Urban Democratic politics have for the past several decades often been a tug of war between black politicians and organized-labor interests. This spring’s Democratic mayoral primary in heavily black Philadelphia saw a decisive victory for one side, with James Kenney, a white union-allied candidate, taking 55.8 percent of the vote over five other contenders.
What pushed Kenney to his easy win? In part, thank the clout of big-time Philadelphia labor boss and small-time politician John “Johnny Doc” Dougherty, who along with his union allies seem to have played a big role in Kenney’s victory. It wouldn’t be the only feather in Johnny Doc’s cap this year, either: His political organization also spent heavily to secure a victory for his own brother in May’s state supreme-court primary.
Kenney’s margin of victory in the mayoral primary, which essentially guarantees a general-election win, would have been difficult, if not impossible, to achieve without the support of Johnny Doc, whose power extends well beyond his own International Brotherhood of Electrical Workers Local 98. In particular, unions linked to Johnny Doc, plus his own organizations, provided big financial backing for key black politicians who endorsed Kenney — a crucial boost for a white candidate.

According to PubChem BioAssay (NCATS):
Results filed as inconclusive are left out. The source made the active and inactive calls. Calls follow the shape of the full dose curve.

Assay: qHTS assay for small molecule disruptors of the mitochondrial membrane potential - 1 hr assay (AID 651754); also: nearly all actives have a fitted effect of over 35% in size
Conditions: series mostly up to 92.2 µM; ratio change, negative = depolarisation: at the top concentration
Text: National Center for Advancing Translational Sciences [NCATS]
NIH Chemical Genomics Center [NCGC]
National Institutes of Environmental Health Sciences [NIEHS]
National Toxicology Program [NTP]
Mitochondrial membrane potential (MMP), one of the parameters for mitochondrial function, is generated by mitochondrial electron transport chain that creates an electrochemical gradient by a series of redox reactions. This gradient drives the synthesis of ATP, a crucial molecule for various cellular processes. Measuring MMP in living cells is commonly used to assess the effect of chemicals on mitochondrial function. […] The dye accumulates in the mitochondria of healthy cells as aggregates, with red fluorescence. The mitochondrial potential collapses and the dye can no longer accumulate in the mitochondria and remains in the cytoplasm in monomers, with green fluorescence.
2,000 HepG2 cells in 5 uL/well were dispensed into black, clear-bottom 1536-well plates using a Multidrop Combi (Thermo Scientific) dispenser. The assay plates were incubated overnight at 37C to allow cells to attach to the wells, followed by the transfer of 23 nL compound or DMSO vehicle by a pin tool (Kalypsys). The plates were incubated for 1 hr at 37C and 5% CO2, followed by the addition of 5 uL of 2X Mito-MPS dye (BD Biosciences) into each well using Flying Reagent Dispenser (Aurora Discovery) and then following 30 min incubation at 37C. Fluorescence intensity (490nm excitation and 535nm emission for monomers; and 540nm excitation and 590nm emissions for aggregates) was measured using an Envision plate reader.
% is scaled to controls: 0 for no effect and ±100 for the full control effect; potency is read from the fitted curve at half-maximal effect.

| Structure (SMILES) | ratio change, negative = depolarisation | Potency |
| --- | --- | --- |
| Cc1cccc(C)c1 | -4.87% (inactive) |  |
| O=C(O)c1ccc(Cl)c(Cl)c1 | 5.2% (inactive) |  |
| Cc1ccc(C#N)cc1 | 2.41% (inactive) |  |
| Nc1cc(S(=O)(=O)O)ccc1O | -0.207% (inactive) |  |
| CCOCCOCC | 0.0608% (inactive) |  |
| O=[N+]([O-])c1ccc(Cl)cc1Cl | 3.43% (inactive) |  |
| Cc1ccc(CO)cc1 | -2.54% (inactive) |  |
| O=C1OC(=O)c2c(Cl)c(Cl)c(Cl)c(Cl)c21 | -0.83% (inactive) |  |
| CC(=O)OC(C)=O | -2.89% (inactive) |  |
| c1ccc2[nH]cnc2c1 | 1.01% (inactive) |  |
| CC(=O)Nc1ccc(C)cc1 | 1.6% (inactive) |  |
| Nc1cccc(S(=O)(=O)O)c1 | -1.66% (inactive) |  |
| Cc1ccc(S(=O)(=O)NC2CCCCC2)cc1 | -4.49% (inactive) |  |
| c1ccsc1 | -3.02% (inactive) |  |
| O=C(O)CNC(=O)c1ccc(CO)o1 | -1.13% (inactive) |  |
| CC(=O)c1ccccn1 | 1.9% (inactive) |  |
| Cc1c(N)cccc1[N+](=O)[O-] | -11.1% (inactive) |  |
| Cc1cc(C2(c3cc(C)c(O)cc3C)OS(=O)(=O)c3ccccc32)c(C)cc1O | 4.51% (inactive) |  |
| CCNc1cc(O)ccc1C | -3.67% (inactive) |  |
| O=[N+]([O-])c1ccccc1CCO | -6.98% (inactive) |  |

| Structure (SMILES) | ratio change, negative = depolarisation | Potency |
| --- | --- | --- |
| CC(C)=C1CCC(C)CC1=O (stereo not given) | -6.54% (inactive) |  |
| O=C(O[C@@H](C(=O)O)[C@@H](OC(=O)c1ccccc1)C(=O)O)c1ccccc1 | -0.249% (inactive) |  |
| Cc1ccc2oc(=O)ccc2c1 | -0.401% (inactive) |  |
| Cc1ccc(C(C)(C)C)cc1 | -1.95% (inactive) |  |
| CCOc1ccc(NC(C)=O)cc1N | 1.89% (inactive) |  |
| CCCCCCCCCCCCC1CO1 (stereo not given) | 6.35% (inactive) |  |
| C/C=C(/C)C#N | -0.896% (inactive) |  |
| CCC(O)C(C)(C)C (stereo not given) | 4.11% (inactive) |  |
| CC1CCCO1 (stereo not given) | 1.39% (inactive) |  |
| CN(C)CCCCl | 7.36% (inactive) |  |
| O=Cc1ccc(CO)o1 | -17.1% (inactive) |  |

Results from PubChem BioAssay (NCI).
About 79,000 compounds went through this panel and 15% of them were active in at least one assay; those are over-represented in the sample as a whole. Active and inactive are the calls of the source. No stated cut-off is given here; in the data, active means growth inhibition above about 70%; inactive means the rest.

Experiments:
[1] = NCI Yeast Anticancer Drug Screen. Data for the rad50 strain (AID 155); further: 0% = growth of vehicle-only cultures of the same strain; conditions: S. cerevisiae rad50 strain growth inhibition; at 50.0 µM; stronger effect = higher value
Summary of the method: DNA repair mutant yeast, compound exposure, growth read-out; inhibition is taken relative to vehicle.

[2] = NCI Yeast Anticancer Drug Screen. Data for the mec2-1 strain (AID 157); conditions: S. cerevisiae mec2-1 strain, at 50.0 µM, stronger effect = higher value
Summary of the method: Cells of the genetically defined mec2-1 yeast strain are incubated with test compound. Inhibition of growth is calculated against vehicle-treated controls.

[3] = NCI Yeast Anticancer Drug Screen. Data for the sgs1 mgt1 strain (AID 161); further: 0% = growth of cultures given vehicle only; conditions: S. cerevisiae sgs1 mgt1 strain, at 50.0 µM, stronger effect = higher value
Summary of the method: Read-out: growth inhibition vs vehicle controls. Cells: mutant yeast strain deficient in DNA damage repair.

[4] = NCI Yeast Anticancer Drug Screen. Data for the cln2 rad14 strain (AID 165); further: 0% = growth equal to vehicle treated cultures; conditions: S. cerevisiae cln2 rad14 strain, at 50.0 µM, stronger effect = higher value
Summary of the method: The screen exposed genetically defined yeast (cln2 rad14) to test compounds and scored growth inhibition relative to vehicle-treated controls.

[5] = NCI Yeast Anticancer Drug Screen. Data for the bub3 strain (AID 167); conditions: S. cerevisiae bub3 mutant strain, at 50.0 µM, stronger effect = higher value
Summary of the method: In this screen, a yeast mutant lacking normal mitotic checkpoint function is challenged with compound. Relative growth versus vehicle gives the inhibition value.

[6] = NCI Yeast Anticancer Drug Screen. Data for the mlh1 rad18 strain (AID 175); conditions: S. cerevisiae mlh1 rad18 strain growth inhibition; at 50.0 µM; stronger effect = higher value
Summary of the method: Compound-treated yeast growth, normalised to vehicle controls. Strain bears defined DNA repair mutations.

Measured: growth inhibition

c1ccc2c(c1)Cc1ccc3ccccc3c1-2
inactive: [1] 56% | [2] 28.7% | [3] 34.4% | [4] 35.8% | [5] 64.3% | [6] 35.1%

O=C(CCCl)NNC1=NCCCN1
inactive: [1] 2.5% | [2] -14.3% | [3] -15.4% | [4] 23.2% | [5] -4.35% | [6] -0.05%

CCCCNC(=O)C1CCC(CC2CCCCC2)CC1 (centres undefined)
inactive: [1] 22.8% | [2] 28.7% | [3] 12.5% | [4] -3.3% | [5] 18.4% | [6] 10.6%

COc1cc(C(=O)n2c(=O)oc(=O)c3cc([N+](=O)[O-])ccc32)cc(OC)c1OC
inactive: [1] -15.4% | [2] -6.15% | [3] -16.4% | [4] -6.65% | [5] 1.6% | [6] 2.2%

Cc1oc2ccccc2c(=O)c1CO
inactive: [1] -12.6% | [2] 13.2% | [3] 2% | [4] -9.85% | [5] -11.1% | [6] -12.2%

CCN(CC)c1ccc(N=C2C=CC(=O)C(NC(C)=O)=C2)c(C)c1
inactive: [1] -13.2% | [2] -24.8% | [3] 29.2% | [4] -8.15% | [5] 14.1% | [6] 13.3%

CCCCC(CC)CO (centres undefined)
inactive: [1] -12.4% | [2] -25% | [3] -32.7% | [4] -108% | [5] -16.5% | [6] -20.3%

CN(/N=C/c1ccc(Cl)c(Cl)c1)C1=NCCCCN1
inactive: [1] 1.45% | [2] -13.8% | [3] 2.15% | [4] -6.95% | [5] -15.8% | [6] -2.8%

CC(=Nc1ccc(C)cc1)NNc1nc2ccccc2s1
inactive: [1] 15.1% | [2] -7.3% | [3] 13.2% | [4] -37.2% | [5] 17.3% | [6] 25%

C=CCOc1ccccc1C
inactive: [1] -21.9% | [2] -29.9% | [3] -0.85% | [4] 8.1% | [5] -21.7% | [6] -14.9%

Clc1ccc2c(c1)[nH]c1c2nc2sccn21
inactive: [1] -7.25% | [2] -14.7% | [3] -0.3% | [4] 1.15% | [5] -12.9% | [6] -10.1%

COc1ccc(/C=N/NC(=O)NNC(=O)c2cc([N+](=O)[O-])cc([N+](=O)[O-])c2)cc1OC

In February, 2015, Dougherty told the Philadelphia Inquirer that a group of union labor representatives had been meeting monthly for almost three years at the headquarters of IBEW Local 98 headquarters, the union he runs personally. They discussed union-related issues, he said, but their ultimate goal was to ally to back a candidate in 2015. “It’s a think tank that turns into a ‘do tank,’” Dougherty said. “It’s not a matter of if we’re going to be all together, it’s a matter of who we’re going to be all together behind.”
The Kenney’ campaign’s financial disclosures show that between 2013 and early 2015 he got approximately $507,700 from labor unions, union associations, and related PACs whose representatives and affiliates attended the monthly meetings with Dougherty.
IBEW Local 98 itself gave $11,500, the maximum allowed for direct campaign donations from a union, to Kenney’s campaign in 2014.
And in March of 2015, Local 98 gave $200,000 to “Building a Better Pennsylvania,” a political action committee that ran independent campaign ads for Kenney. The two groups are closely connected: Chris Rupe, Local 98’s director of legislative affairs, is listed as the treasurer for Building a Better Pennsylvania, according to the Philadelphia Inquirer.
“John Dougherty is taking it to the next level,” says Kevin Gillen, a senior research fellow for the Lindy Institute for Urban Innovation, a research group at Philadelphia’s Drexel University, noting his triumph in the Philadelphia mayoral race and the supreme-court contest.